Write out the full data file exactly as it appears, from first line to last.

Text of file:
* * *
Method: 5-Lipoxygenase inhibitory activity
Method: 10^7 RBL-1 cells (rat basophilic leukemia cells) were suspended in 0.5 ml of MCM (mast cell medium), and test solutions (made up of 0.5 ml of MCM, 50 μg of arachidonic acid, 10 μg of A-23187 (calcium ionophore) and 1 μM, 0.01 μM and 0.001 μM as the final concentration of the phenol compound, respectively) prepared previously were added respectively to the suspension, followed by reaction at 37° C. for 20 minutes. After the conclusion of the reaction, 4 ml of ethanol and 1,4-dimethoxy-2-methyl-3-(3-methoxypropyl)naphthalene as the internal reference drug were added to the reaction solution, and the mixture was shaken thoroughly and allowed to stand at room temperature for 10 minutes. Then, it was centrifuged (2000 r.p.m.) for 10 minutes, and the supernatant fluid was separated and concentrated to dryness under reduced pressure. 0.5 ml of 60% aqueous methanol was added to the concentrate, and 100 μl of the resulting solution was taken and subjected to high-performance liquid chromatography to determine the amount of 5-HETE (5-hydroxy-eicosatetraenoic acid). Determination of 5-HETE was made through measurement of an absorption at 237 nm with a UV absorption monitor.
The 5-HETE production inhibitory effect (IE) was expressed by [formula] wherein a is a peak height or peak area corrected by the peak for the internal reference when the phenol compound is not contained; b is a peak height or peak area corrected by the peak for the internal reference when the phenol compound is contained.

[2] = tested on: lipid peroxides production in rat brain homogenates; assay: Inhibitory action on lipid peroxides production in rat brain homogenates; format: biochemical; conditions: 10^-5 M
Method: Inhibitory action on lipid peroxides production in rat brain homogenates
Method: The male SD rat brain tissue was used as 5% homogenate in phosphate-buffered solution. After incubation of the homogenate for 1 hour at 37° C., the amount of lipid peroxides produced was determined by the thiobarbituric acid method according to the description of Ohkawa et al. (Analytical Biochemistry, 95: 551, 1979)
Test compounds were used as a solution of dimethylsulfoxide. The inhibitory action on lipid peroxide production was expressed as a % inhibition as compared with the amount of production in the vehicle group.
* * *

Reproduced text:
Method: 5-Lipoxygenase inhibitory activity
Method: 10^7 RBL-1 cells (rat basophilic leukemia cells) were suspended in 0.5 ml of MCM (mast cell medium), and test solutions (made up of 0.5 ml of MCM, 50 μg of arachidonic acid, 10 μg of A-23187 (calcium ionophore) and 1 μM, 0.01 μM and 0.001 μM as the final concentration of the phenol compound, respectively) prepared previously were added respectively to the suspension, followed by reaction at 37° C. for 20 minutes. After the conclusion of the reaction, 4 ml of ethanol and 1,4-dimethoxy-2-methyl-3-(3-methoxypropyl)naphthalene as the internal reference drug were added to the reaction solution, and the mixture was shaken thoroughly and allowed to stand at room temperature for 10 minutes. Then, it was centrifuged (2000 r.p.m.) for 10 minutes, and the supernatant fluid was separated and concentrated to dryness under reduced pressure. 0.5 ml of 60% aqueous methanol was added to the concentrate, and 100 μl of the resulting solution was taken and subjected to high-performance liquid chromatography to determine the amount of 5-HETE (5-hydroxy-eicosatetraenoic acid). Determination of 5-HETE was made through measurement of an absorption at 237 nm with a UV absorption monitor.
The 5-HETE production inhibitory effect (IE) was expressed by [formula] wherein a is a peak height or peak area corrected by the peak for the internal reference when the phenol compound is not contained; b is a peak height or peak area corrected by the peak for the internal reference when the phenol compound is contained.

[2] = tested on: lipid peroxides production in rat brain homogenates; assay: Inhibitory action on lipid peroxides production in rat brain homogenates; format: biochemical; conditions: 10^-5 M
Method: Inhibitory action on lipid peroxides production in rat brain homogenates
Method: The male SD rat brain tissue was used as 5% homogenate in phosphate-buffered solution. After incubation of the homogenate for 1 hour at 37° C., the amount of lipid peroxides produced was determined by the thiobarbituric acid method according to the description of Ohkawa et al. (Analytical Biochemistry, 95: 551, 1979)
Test compounds were used as a solution of dimethylsulfoxide. The inhibitory action on lipid peroxide production was expressed as a % inhibition as compared with the amount of production in the vehicle group.